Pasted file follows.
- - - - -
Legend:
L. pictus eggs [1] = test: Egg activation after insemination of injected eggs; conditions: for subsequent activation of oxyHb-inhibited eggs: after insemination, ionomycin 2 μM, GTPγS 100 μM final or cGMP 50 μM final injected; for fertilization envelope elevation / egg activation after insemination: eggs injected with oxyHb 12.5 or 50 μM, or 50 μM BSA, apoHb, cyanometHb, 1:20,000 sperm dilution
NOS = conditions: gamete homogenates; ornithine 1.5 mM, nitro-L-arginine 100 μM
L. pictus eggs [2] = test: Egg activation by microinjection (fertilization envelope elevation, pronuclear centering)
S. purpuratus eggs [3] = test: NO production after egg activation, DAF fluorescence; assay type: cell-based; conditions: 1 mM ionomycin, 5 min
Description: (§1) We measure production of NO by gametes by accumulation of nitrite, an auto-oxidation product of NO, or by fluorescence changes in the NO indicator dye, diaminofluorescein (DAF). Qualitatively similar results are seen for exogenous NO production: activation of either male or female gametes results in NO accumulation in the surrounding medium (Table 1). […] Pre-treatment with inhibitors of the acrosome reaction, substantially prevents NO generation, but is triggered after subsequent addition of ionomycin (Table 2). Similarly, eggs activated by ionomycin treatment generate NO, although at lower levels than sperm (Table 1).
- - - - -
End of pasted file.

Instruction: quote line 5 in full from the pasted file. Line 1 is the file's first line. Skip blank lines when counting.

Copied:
S. purpuratus eggs [3] = test: NO production after egg activation, DAF fluorescence; assay type: cell-based; conditions: 1 mM ionomycin, 5 min